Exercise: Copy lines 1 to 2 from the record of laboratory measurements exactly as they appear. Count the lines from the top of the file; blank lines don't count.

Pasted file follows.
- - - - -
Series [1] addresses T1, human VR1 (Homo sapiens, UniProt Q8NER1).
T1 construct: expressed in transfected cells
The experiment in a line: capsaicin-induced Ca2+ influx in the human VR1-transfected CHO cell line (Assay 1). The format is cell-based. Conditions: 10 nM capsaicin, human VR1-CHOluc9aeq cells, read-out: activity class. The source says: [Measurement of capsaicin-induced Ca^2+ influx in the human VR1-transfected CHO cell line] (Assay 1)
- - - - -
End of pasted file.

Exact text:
Series [1] addresses T1, human VR1 (Homo sapiens, UniProt Q8NER1).
T1 construct: expressed in transfected cells